To:  Wynn Butler

 From:  FHHRP Board of Directors

 Re:  April 2015 Voters’ Guide

 1-     Would you support amending the City of Manhattan’s non-discrimination hiring policy to include sexual orientation and gender identity?                                              


The city hiring policy is the responsibility of the City Manager.  The manager is the only employee of the City Commission.  As such members of the Commission do not have the authority to dictate the policy that is under the control of the manager.  This question was brought to the Commission last year and discussed with the manager.  He ask for the opinion of the Commission.  He was provided general guidance that indicated that the commission expectation was that all city polices should be crafted to ensured equal treatment for everyone.  

 2-      Would you support amending the City of Manhattan’s Civil Rights Ordinance (Ch. 10, Sec. 10-2b) to include sexual orientation and gender identity as a protected class as it relates to housing, employment, and public accommodation?                                   


 This one is not a yes or no question, as the amendment process has many legal issues.  The City needs to stay in line with State Law.  As you know I voted against the last ordinance, because of the enforcement policy.  The last ordinance created a quasi-judicial board that was a violation of our separation of powers and the rights of many of our citizens.  Maybe we should have a simple ordinance that states all human beings in the city of Manhattan will be treated equally.  Everyone should be a protected class.  So to make clear, I do not see a current need for the City to make a Civil Rights Ordinance a top priority.   You mention a needs assessment with a figure of 17% perceiving some sort of discrimination.  That is the heart of the issue, perceived as opposed to actual.  I still have not seen any hard factual data that indicate we have a major problem with discrimination in the City.  Should we get hard data that proves the problem, then we need to take corrective action, to include an ordinance. If that ordinance then solves the problem and does not conflict with the judicial system or bring up possible future law suits and liability to the city – then I would not only consider the ordinance but most likely support.  

 3-      Do you believe it should be illegal for individuals to discriminate in connection with public accommodation (dining, shopping, etc...), employment, and housing by citing personal beliefs such as religion?                                                                                               


Yes, in most cases, but not all.  There may be exceptions based upon the type of business or the belief expressed.  For example I teach at Barton Community College Fort Riley.  We would most likely not be inclined to hire a fundamentalist that expressed ISIS views and a religious belief that American Soldiers and family members should be killed.  An individual of that nature would be detrimental to our mission.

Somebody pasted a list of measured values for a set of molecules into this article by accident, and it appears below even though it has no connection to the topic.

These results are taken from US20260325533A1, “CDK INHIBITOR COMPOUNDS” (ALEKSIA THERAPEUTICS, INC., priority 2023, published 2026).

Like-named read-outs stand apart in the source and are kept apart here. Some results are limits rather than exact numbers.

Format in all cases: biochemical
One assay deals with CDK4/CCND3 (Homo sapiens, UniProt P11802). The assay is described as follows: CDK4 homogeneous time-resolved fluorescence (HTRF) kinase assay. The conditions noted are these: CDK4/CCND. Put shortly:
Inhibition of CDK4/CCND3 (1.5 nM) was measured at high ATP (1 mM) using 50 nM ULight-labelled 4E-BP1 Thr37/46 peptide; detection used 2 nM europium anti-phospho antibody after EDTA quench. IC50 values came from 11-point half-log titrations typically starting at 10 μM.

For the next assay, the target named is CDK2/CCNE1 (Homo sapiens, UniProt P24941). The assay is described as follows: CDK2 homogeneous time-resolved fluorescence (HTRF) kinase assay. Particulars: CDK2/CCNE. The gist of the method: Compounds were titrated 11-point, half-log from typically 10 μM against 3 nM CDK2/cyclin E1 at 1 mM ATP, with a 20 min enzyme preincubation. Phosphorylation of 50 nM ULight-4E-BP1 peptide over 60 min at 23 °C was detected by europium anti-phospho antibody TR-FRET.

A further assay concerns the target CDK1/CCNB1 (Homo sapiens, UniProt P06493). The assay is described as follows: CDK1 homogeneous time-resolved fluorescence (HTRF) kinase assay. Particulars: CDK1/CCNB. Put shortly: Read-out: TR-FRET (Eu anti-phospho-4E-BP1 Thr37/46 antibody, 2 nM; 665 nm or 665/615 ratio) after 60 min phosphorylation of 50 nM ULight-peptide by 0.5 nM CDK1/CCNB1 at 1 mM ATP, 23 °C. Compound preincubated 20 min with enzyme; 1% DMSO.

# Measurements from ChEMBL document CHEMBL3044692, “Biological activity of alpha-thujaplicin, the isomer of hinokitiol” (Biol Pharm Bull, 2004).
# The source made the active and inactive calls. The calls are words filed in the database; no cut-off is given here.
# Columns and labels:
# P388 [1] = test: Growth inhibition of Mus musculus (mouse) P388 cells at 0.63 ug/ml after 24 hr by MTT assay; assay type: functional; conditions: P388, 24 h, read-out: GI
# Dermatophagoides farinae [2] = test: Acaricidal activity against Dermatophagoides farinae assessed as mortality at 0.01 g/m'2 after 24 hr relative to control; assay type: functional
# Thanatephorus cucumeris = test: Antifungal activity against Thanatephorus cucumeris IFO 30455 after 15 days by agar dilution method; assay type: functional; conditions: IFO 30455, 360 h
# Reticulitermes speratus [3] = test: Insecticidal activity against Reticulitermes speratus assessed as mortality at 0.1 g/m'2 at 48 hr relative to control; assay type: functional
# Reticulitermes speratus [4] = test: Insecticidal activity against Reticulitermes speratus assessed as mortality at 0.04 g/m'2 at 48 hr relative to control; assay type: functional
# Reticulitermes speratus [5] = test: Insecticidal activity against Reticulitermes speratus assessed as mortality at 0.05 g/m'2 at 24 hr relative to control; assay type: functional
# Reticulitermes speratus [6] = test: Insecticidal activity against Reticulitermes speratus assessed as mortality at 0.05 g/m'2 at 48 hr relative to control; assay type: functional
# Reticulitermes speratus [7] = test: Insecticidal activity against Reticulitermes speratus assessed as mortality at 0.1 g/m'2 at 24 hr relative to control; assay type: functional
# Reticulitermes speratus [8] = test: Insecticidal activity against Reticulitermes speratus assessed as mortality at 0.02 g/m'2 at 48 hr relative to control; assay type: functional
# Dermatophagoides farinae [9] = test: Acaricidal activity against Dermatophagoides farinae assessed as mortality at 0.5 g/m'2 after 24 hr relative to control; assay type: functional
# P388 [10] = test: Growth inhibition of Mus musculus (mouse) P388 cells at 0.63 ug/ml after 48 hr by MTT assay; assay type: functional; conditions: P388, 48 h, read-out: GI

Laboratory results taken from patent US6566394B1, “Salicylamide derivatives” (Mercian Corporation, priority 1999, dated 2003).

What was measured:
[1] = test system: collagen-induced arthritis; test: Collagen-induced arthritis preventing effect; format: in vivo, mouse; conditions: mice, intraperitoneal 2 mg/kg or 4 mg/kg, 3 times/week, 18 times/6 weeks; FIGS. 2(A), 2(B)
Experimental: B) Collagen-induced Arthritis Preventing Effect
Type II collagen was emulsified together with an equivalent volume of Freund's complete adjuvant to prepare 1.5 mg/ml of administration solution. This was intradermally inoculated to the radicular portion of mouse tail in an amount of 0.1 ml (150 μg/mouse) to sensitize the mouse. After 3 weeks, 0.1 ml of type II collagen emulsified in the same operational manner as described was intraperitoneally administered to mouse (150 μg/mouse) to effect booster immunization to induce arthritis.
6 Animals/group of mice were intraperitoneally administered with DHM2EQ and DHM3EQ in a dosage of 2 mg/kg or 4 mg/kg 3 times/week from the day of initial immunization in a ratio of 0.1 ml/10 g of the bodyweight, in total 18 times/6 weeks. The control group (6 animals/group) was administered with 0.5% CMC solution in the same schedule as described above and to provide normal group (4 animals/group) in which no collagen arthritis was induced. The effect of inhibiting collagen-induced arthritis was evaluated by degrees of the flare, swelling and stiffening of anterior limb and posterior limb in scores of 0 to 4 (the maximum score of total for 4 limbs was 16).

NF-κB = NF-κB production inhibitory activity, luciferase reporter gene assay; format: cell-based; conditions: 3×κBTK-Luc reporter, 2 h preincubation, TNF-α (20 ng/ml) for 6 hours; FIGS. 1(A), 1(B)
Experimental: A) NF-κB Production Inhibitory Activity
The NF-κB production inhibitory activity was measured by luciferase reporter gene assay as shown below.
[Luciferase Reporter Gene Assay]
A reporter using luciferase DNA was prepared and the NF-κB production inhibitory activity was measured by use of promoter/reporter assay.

4-      Do you support Governor Brownback’s executive order to strip legal protection to state-employed LGBT citizens?                                                                        


Again this is not a yes or no question.  You have worded it so as to indicate that Brownback striped protection.  In reality he stated that he removed the executive order because the order itself was not legal, the former governor did not have the authority to create law through executive order.  The Kansas Legislature can take up the issue.  Whatever they determine would then apply to the City of Manhattan, putting us in line with state law.  If the legislature takes the executive order and makes it the law of the state, it solves the issue.   I would like the legislature to take up the issue, so that it is removed from the local venue.  Other laws to protect folks are still in place.  I am not for stripping anyone of legal protections.

  5-      The city commission, as a body, often supports or opposes proposed state legislation or advocates for changes in existing legislation.  Do you support HB 2323, recently amended and reintroduced in the Kansas House of Representatives, which states that sexual orientation and gender identity should become protected classes, such as religious preference or military service, both which are protected classes, in the state’s nondiscrimination policy?      


 As I stated earlier, we need a state wide position on this topic.  If the state could craft a Law that would put this issue to rest, I believe it would be welcomed by all of the folks in local government.   I am not going to send any letters to the House opposing the legislation, unless it includes some draconian enforcement mechanism like the previous Manhattan ordinance. .  I do not like the idea of protected classes as I think true equality would make everyone a protected class. I also think that the protected class concept just ends up causing a massive amount of legal action, for perceived slights as opposed to actual discrimination.  


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